Answer: Richard Yastrzemski:

Make it easier for business to come in and expand, with utilizing some of the measures mentioned in the question.  Paving Main Street is a big improvement. That, incidentally, had to be rescued by our Town Council.  The County Legislature should not have been surprised that the altering of parameters in a grant could nullify it. That was an unavoidable error. The addition of park grounds and concerts are a big draw, and gives pride to the community.

Answer: Jay Schneiderman, Julie Lofstad and John Bouvier:

Please note that although we may have a lot of ideas for Hampton Bays, it is important that these ideas are fully vetted with the Hampton Bays community. Many local residents will have ideas of their own that should be considered. We will look to engage the Hampton Bays community in planning for its own future. We will not look to progress any ideas for the community that do not have strong grassroots support. Therefore we plan to reach out to all members of the business and residential community to develop a revitalization plan. We will use Jay Schneiderman’s experience in government to help secure grants and other economic development funding to assist in accomplishing the community supported goals. As County Legislator, Jay Schneiderman worked hard to advance the resurfacing of Montauk Highway in downtown Hampton Bays. Jay helped secure $1.2 million dollars in County funds to join with $600,000 in Town funds for this important project. This highway resurfacing work is scheduled to begin shortly. Jay also recently helped secure $2 million to dredge Shinnecock Canal and $1.5 million to repair the tide gates and locks. Jay recently supported a land swap to reconfigure the intersection at North Rd (CR 39) and Montauk Highway (CR 80) and helped negotiate a provision for 24 hour public access on the east side of the canal. Jay also encouraged the County to install a new septic system at Meschutt Beach. In 2010, Jay Schneiderman was named “Angel of the Year” by the Hampton Bays Beautification Association for his work in securing important grants for community improvements. For other ideas to revitalize downtown Hampton Bays, please see our answers to question #4 and #6.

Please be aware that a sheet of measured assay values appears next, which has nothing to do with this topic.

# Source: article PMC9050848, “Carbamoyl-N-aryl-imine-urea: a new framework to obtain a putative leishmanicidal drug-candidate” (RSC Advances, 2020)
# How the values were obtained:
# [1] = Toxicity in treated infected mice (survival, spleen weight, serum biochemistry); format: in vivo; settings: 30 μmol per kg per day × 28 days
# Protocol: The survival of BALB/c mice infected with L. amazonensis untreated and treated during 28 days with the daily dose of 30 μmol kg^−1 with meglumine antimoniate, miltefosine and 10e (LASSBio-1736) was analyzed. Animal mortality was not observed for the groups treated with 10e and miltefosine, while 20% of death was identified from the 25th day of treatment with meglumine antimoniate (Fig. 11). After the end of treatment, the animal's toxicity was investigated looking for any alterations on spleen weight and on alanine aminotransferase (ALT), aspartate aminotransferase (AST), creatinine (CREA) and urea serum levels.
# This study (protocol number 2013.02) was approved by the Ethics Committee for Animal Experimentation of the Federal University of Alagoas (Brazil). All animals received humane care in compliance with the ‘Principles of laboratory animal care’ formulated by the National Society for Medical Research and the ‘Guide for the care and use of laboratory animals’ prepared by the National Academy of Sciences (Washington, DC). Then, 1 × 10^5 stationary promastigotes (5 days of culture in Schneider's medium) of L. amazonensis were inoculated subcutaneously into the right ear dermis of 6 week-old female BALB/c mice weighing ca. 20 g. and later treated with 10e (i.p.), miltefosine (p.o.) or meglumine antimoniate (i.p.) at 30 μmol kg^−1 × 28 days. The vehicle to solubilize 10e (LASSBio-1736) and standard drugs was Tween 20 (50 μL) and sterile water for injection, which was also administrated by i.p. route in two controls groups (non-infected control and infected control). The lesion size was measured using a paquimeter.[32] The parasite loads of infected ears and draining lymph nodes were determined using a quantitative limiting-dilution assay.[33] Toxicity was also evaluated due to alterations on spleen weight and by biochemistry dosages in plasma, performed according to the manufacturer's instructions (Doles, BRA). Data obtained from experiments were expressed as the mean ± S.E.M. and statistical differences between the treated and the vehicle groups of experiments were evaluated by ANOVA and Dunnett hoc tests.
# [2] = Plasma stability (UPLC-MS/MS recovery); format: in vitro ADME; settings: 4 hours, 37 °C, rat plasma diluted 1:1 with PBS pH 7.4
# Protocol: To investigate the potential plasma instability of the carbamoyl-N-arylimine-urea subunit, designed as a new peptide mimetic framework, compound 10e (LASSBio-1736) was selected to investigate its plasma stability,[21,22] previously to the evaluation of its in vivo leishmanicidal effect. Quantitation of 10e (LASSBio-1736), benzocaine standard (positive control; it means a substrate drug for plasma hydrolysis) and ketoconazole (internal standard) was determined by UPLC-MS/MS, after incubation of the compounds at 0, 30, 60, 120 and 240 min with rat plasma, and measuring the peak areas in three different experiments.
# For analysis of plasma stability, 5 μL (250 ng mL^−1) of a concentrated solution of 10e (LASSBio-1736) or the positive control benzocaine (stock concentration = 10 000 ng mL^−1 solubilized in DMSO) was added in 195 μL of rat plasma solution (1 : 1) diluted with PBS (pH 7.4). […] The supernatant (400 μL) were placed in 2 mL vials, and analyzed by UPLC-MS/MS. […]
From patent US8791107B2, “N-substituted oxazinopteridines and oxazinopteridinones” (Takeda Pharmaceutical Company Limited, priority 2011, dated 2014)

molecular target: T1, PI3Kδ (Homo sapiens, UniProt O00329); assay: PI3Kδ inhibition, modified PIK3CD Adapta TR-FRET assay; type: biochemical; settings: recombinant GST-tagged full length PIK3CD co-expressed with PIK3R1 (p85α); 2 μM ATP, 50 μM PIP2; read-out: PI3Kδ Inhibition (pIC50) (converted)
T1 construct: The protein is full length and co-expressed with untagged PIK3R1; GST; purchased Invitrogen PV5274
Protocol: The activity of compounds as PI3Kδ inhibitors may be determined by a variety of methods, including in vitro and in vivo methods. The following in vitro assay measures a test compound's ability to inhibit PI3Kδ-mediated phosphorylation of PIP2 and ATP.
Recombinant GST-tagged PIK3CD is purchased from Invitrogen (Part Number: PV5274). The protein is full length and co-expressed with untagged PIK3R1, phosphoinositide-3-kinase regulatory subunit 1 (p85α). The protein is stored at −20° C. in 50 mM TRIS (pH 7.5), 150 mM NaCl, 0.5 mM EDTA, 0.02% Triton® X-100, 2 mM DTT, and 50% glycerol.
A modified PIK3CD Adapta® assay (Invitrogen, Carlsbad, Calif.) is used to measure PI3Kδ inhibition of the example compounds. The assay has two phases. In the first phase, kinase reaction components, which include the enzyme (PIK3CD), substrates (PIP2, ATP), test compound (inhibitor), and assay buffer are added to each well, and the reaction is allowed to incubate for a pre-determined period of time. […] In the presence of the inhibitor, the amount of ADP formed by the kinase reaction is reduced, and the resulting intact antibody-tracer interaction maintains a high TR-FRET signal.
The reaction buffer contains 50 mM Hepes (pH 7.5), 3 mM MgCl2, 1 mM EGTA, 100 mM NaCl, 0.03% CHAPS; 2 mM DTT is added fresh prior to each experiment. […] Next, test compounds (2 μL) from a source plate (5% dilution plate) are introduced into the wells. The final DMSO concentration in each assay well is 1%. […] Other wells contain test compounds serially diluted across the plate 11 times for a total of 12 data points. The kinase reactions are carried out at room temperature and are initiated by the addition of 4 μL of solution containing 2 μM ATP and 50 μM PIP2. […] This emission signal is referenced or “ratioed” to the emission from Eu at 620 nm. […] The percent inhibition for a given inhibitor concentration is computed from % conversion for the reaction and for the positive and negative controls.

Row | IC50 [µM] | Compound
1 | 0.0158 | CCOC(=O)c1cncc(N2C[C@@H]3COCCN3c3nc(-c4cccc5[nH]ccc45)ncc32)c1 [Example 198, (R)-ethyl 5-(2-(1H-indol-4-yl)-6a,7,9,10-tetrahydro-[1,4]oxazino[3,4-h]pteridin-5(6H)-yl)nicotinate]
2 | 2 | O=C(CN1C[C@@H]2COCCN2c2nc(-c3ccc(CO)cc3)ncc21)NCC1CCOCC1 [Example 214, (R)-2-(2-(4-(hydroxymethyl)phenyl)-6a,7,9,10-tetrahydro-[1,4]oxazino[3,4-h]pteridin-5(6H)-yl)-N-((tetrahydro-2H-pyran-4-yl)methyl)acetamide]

QUESTION 6

Hampton Bays has some of the most beautiful beaches on the east end and there are no houses on these beaches generating high tax revenue for Hampton Bays. How would you look to promote our beaches and tourism to bring much needed revenue to Hampton Bays?

 

Answer: Christine Scalera:

Our beaches are amongst the most beautiful in the world. We should try and more proactively promote them as such through the Chambers of Commerce and the Hamptons tourism bureau but we also have to provide some much needed infrastructure repairs to our facilities. This is something I will look at in the budget. Being conservatively fiscal we have to balance these needs but I will be looking and working with parks about the feasibility of potential improvements. Again, not having waded through the budget it would be premature to commit something I may not be readily able to follow through on but it is on my mind.

 

Answer: Damon Hagan:

As Montauk begins to crack down on tourists we are in a unique position to take advantage of this,opportunity to promote Hampton Bays as a total and complete vacation destination. We should be,promoting the ease of access to our ocean, bays and fine dining. We should be highlighting the sport,fishing charters, restaurants and live entertainment mere yards from the ocean, inlets and bays. We,should also be encouraging local events to attract business to our Hamlet. Come for the art show and,stay for dinner on the water.